Addressing the COVID-19 pandemic has required extraordinary changes to many societal aspects to enable healthcare workers to help those sickened by the disease. One example of an unprecedented change is the relaxation of otherwise stringent health care fraud and abuse laws, giving health care providers financial flexibility in fighting COVID-19.
Financial relationships surrounding the provision of healthcare are highly regulated by the federal government to ensure providers do not submit fraudulent bills to federal healthcare programs, such as Medicare, and thereby waste taxpayer money. One such law is the physician self-referral law, commonly called the Stark Law, which governs circumstances under which a physician may refer patients to an entity with which the physician has a financial relationship. The Stark Law’s goal is to eliminate or lessen any financial motivation physicians might have to refer patients for certain services.
While intended to serve a worthwhile purpose, the Stark Law’s inflexibility can hinder the healthcare system and prevent it from reacting quickly and appropriately to public health emergencies. Fortunately, on March 30, 2020, the Secretary of the U.S. Department of Health and Human Services issued blanket waivers of the Stark Law during the COVID-19 public health emergency. The purpose of these blanket waivers is to relax some requirements surrounding physician financial arrangements during the pandemic to allow health care providers flexibility and creativity in responding to the COVID-19 crisis.
Specifically, the secretary issued 18 blanket waivers allowing physicians to engage in a variety of financial relationships which, under ordinary circumstances, would violate the Stark Law. Importantly, these waivers are limited to certain financial relationships that are “solely related to COVID-19 Purposes.”
The secretary then defined “COVID-19 Purposes” broadly to include “[e]nsuring the ability of health care providers to address patient and community needs due to the COVID-19 outbreak in the United States,” “[s]ecuring the services of physicians and other health care practitioners and professionals to furnish medically necessary patient care services, including services not related to … COVID-19” and “[e]xpanding the capacity of health care providers to address patient and community needs due to the COVID-19 outbreak.”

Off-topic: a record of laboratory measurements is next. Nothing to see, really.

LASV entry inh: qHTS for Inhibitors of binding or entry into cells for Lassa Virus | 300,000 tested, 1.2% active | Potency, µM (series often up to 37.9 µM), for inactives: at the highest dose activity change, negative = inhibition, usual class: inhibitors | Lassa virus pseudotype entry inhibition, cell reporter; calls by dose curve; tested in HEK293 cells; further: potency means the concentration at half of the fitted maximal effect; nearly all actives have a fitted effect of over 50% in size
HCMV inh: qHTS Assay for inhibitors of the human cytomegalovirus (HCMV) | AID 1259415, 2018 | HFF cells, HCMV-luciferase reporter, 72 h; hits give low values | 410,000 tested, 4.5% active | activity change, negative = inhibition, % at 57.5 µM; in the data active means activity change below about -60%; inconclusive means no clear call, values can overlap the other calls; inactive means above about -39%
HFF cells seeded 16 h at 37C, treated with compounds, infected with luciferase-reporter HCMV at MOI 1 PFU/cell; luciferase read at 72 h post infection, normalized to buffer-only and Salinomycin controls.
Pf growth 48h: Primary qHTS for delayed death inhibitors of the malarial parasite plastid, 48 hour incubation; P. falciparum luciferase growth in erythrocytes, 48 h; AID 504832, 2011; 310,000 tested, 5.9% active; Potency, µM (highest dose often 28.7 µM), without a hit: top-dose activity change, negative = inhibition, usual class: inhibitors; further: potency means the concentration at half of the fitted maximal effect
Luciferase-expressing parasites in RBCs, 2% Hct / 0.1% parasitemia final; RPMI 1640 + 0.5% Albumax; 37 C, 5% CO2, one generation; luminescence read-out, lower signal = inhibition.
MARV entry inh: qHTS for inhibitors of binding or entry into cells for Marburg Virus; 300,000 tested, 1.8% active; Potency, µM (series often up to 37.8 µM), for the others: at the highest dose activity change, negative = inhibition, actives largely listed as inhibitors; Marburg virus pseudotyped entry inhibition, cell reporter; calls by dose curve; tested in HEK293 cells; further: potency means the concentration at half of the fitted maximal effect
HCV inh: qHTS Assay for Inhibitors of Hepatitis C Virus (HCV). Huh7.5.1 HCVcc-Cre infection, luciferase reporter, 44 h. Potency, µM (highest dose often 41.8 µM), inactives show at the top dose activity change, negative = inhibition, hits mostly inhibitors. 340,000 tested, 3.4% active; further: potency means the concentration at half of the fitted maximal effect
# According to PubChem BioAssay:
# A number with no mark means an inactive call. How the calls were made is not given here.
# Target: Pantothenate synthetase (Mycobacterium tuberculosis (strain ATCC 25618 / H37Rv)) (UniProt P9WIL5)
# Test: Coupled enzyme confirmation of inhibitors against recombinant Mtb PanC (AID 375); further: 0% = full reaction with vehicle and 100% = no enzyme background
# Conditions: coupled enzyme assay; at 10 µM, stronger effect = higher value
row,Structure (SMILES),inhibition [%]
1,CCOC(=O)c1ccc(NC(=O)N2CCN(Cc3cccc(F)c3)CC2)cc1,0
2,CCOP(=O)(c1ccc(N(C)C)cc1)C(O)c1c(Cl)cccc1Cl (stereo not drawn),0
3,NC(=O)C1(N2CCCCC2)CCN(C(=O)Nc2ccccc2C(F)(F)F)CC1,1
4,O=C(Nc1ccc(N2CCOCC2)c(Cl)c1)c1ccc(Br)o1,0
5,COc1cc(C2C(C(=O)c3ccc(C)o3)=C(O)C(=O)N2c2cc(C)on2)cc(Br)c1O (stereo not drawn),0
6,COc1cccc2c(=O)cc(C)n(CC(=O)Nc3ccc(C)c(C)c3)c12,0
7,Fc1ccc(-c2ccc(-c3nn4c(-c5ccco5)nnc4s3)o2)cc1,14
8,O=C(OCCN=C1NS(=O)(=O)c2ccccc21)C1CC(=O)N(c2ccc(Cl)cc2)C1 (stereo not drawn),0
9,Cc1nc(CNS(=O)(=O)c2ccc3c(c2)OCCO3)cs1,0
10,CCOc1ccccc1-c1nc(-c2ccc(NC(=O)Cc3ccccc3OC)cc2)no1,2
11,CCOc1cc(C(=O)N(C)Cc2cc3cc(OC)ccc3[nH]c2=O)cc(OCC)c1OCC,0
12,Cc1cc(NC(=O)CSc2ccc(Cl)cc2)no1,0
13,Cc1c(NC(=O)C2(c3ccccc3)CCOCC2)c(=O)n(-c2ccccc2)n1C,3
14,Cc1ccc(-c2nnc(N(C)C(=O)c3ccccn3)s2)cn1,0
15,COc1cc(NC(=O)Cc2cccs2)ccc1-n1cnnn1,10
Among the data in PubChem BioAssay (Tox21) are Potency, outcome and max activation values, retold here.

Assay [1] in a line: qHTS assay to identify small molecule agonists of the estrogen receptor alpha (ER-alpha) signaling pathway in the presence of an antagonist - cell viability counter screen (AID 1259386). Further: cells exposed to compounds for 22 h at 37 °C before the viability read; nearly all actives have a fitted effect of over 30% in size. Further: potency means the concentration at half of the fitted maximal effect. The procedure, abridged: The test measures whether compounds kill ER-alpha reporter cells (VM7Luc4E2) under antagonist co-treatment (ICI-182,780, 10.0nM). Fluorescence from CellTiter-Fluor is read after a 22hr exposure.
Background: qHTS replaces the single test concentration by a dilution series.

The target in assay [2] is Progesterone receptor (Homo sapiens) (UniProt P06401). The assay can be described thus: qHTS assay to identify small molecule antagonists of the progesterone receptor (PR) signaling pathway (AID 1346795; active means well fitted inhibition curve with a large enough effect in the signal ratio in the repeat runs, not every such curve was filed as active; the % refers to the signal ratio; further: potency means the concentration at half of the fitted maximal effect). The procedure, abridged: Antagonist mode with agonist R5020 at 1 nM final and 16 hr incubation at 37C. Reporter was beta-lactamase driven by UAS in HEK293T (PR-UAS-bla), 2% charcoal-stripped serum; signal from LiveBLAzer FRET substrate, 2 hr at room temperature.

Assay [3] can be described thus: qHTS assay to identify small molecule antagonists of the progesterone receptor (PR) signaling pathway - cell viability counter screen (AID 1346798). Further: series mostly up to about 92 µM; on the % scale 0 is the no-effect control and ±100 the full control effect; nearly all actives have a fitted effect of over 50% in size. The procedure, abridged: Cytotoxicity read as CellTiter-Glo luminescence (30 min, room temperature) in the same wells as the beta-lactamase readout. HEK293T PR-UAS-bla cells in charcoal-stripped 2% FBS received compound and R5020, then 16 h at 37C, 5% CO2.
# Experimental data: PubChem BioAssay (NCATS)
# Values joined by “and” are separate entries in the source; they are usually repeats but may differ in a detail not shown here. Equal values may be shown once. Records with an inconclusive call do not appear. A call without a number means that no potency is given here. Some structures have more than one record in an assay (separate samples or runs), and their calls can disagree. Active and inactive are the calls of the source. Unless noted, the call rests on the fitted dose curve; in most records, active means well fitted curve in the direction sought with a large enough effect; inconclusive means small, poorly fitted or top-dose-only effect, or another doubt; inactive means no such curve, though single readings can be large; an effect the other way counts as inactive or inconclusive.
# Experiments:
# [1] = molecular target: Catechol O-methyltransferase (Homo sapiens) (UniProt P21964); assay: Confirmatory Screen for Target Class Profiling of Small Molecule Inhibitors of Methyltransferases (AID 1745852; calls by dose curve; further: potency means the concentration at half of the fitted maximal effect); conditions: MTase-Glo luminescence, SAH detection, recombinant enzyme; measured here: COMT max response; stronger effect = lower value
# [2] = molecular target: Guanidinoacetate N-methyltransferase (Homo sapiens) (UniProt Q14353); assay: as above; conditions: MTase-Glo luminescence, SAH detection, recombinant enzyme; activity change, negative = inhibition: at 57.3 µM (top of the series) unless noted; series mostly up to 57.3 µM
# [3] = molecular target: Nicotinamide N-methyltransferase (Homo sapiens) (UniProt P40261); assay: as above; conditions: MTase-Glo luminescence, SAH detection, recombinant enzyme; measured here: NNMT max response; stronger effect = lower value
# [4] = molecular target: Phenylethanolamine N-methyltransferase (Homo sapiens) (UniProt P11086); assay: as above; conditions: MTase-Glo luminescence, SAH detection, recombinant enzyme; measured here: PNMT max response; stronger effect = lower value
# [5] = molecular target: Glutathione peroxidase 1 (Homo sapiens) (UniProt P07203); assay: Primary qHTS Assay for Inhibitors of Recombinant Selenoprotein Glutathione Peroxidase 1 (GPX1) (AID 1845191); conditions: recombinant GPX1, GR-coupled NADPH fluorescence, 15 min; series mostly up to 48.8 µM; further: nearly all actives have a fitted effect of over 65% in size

Any of these reasons can justify providing additional support to physicians, including non-monetary compensation that will enable them to better and more quickly manage current needs.
The secretary gave numerous examples of how these blanket waivers could be applied during the pandemic, including: a hospital paying physicians above their previously contracted rate for caring for COVID-19 patients in particularly hazardous environments; hospitals renting office space or equipment from an independent physician practice at below fair market value or at no charge in order to accommodate patient surge; and hospitals providing meals or on-site child care for medical staff physicians who spend long hours at the hospital during the COVID-19 outbreak.
However, each arrangement should be carefully reviewed to ensure financial relationships are consistent with the blanket waivers and do not violate other applicable state and federal laws, including the federal anti-kickback statute.
Fortunately, on April 3, the HHS Office of Inspector General issued a policy statement announcing it would not impose sanctions under the federal Anti-Kickback Statute, 42 U.S.C. § 1320a-7b(b), relating to remuneration that is covered in the first 11 Stark Law waivers. Because there is not a complete overlap between the waivers issued by HHS and those by OIG, for conduct subject to both sets of laws, providers should be careful to ensure their conduct falls within the scope of both waivers or does not otherwise violate the Stark Law or Anti-Kickback Statute. Both agencies have made a point to note that, despite the waivers, more aggressive relationships still could be challenged, particularly if there are not strong ties to the COVID-19 pandemic or if the arrangement appears intended to encourage referrals.
The waivers are limited in duration and will remain in effect for the remainder of the COVID-19 public health emergency. Questions have arisen as to how financial relationships entered into in reliance on the blanket waivers should be undone and brought back into compliance with the Stark Law once the public health emergency ends. On April 21, the Centers for Medicare and Medicaid issued Explanatory Guidance addressing this issue.
CMS clarified that if a provider and physician (1) were parties to an existing agreement as of March 1, (2) the agreement is amended to address the COVID-19 public health emergency consistent with the blanket waivers, and (3) the agreement is then amended a second time after the public health emergency is over to return the agreement to the original agreement, the series of amendments will not cause the arrangement to fall out of compliance with the Stark Law.
Although these blanket waivers are specific to the COVID-19 pandemic, it may be that HHS permanently revises some aspects of the fraud and abuse laws after the pandemic subsides. Indeed, in fall 2019, HHS announced it was already considering revisions to these laws to ease regulatory burdens as part of its “Regulatory Sprint to Coordinated Care.”
As with other health care delivery changes—such as the widespread use of telehealth—now seemingly here to stay, the experience of needing to quickly mobilize to address a rapidly spreading and novel disease may prompt permanent changes to the fraud and abuse laws.
— Anna-Liisa Mullis and Erin Eiselein are shareholders at Brownstein Hyatt Farber Schreck in Denver.